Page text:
DIY Leather Word Bracelets
With Valentine’s looming just around the corner, I’m sure you are looking for a fun DIY project to make for a friend. Or perhaps you participate in the challenge to choose one word for the year. Either way, this is the jewelry making tutorial for you! Why not embellish a leather bracelet with a word, a name, or be rebellious and add a date to your band? It’s easy and fun to make these DIY Leather Word Bracelets. Ready to learn how?
A big thank you to Arrow Fastener for sponsoring this tutorial. To be truthful, I’ve never owned a rivet tool before, but after making these bracelets I’m hooked! Not only is a rivet tool perfect for making leather jewelry, but it’s also great for gutter repairs, home decor projects, and more! To make these bracelets you’ll want to invest in an Arrow Rivet Tool.
(I’ve included affiliate links for your convenience. I earn a small percentage from a purchase using these links. There is no additional cost to you. You can read more about affiliate links here.)
- Arrow Rivet Tool RH-200S
- Leather Band
- 1/8″ x 1/8″ Rivets
- Safety Glasses
- X-acto Knife (or Scissors)
- Cutting Surface
- Needle-nosed Pliers
- Jewelry Clasps
- Scrap of Wood
- Metal Leather Stamps
- Paintbrushes (small and large)
- Enamel or Acrylic Paint
How to Make DIY Leather Word Bracelets:
Grab your coffee and watch this three minute video to learn how to make a stamped leather bracelet. Or keep reading for the step-by-step tutorial.
Instructions for Constructing the Leather Bracelet:
Step 1. Cut your leather into strips or bands approximately 1/2″ wide. (If you purchased pre-cut leather strips, skip this step.) Using a sharp x-acto knife, and a ruler as a guide, make several passes with your knife until the blade cuts through the leather.
Step 2. Taper one end of your band by cutting off the corners.
Step 3. Position your leather band on a scrap piece of wood. Using your awl, poke a hole into the leather band at the tapered end. Hammer the awl until it punctures the leather.
Fold over the tapered end and poke the awl through the first hole and into the band again as shown below. Use the hammer to strike the awl and punch the second hole.
Step 4. Feed your jewelry clasp through the tapered end.
Step 5. Insert the short end of the rivet through the two holes. If the rivet won’t fit, try widening the holes by working the awl through the holes.
You can also try using pliers to help squeeze the leather over the rivet.
Step 6. Feed the long end of the rivet fully into the rivet tool.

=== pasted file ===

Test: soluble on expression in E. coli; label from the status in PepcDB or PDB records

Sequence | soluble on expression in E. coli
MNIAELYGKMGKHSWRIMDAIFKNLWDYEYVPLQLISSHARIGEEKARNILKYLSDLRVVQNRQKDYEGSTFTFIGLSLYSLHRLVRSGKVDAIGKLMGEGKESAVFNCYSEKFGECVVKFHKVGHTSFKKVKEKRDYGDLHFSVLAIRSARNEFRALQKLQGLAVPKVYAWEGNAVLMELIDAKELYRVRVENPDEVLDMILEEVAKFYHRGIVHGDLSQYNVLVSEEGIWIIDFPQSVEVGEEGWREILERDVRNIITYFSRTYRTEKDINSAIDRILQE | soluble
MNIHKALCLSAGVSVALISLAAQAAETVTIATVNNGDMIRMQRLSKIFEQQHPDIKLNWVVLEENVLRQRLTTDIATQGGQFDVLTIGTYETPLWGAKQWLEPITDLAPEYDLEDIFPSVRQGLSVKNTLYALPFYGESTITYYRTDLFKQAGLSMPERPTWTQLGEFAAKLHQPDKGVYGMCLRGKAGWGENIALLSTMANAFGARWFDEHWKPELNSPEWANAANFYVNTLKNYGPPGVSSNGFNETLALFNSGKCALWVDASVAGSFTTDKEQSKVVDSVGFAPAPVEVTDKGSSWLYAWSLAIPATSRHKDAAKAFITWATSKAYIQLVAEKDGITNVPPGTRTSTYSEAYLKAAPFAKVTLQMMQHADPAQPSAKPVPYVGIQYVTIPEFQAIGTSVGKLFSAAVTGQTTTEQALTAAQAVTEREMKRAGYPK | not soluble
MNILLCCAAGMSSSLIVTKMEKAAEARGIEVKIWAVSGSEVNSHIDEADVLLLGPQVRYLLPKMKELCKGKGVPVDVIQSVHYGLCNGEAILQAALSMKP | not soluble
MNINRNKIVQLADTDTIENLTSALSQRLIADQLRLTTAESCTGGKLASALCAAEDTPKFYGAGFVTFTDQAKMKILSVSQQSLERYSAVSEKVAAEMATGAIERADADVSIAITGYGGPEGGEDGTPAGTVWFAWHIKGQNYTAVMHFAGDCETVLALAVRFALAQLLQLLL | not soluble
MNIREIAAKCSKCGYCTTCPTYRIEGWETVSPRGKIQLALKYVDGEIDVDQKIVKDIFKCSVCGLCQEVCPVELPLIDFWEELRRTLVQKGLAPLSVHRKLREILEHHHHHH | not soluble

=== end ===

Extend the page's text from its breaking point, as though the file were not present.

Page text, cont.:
Put on your safety glasses. Squeeze the rivet tool handles multiple times until…
…SNAP! The long end of the rivet will automatically snap off when the rivet is set.
Step 7. Wrap the bracelet around your wrist, mark the length that’s comfortable for you. Subtract the length of your clasp from this mark then add 1/2″ back to account for the fold over.
Now you can cut the band to length.
Repeat steps 2 – 6 above to secure a jump ring to the other end of your bracelet.
Instructions for Stamping Leather:
Wet the leather to soften it. Let it sit a minute or two to allow the water to penetrate the leather.
The easiest way to center a word on your bracelet is to start with the middle letter(s). Set the metal letter stamp in place and strike it lightly with a hammer. For a crisp letter, roll the stamp and hammer it lightly several times.
Continue stamping letters to the left and right of the middle letter(s).
You don’t have to paint the letters, but I like how the word shows up better. You can use any acrylic or enamel paint to fill in the letters. The key to crisp letters is a steady hand, a good fine round brush (size 00 or smaller), and moving the band around to comfortably fill in each stroke (no need to be a contortionist). If you screw up, use the x-acto knife to lightly scrape up the paint.
If you want, you can paint the rivets with enamel paint.
Allow the paint to dry.
What word would you put on a bracelet? Do you choose a word to define your year?
Disclosure: This is a sponsored post for Arrow Fastener. I was not told what to write. All words and ideas are my own. I am very particular about the brands I work with, and only partner with companies that provide quality materials and/or services.
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Thanks for joining me for this little jewelry making craft today. If you liked this tutorial, you’ll love these copper ring necklaces: